Texas Lawyer Notes Haynes and Boone $7.3 Million Award Dismissal Will Lead to 5th Circuit Showdown
Texas Lawyer has highlighted the firm's successful representation of Timegate Studios, Inc., which led to a federal judge's decision to vacate a $7.3 million arbitration award. The decision sets up a crucial question for the 5th U.S. Circuit Court of Appeals: How far can an arbitrator go to resolve a dispute in a way not contemplated in a contract between parties?
"Lynne Liberato, who represents the plaintiff in Timegate Studios Inc. v. Southpeak Interactive, et al., a vacatur proceeding, says the question is fundamental for the 5th Circuit because 'if the vacatur isn't affirmed, then virtually no vacatur can be affirmed.'
Liberato and Timegate Studios co-counsel Mark Trachtenberg are partners in Haynes and Boone in Houston. West Short, who represents the defendants in the case, agrees that the case raises a crucial question for the 5th Circuit. 'How much leeway are we going to give arbitrators to remedy situations that are not contemplated by the contract?' asks Short of Georgetown's West Short and Associates.
In his March 20 memorandum and order in Timegate Studios, U.S. District Judge Keith Ellison vacated a $7.3 million defense win. According to his order, Timegate Studios (TGS), a video game developer, had a contract with a video game publisher, Gamecock Media Group, that governed the marketing and distribution of a first-person shooter game called "Section 8."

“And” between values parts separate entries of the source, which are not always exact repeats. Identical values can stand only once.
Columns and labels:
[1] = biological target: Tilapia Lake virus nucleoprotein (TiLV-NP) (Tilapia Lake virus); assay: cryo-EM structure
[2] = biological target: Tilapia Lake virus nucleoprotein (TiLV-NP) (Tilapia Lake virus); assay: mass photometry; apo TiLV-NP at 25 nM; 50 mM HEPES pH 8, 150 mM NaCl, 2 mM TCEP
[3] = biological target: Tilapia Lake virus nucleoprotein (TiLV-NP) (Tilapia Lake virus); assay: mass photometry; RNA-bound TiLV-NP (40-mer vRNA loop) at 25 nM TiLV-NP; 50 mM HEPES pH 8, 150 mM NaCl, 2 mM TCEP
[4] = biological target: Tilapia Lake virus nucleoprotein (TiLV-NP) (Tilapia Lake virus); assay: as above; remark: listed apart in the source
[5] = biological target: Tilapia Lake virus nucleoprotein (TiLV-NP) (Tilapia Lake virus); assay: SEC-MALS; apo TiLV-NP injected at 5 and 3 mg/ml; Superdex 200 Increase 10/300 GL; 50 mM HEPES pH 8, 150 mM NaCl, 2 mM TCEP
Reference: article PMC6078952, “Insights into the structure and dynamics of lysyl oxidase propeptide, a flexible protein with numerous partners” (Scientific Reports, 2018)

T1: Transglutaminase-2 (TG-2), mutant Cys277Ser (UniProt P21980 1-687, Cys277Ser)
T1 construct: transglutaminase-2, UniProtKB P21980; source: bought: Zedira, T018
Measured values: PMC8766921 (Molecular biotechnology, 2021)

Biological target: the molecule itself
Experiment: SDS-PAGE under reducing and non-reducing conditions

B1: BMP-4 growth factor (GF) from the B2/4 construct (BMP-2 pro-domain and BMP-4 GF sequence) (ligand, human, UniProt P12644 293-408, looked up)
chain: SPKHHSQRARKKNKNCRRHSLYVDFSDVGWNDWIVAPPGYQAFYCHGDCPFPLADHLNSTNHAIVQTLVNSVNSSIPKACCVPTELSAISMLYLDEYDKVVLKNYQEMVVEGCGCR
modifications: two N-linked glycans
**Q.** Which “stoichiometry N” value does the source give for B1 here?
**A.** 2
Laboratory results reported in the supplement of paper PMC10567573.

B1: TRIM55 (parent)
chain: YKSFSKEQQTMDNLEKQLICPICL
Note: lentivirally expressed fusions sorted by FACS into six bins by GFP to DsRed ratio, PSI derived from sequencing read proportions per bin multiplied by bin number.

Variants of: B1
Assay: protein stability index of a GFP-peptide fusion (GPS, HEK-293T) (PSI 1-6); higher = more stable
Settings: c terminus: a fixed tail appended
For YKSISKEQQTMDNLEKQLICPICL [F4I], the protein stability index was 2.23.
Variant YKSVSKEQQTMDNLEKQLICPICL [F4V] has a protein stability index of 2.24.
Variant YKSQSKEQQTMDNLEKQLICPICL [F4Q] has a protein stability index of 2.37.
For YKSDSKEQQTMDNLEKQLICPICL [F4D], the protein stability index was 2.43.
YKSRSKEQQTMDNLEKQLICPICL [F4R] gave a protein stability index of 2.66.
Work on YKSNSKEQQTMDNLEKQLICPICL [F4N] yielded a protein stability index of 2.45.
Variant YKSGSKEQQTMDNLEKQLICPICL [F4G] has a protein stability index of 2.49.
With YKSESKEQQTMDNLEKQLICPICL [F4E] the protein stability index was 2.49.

In 2008, Southpeak acquired Gamecock and assumed Gamecock's rights and responsibilities under the contract. A dispute over the game arose between TGS and Southpeak, Ellison wrote: Among other things, TGS alleged Southpeak was misreporting sales figures, which Southpeak disputes, and Southpeak alleged the game "was a flop" and TGS failed to hold up its part of the contract, which TGS disputes.
TGS terminated the contract with Southpeak, then filed a complaint in the U.S. District Court for the Southern District in Houston against Southpeak and others alleging violations of the parties' contract. Southpeak responded and filed a counterclaim, alleging fraud, that the suit was a means to release TGS from a contract related to an unprofitable game and that TGS breached the contract by unilaterally withdrawing from it, among other things, Ellison wrote."
Excerpted from Texas Lawyer, April 2, 2012. To view the full article, click here.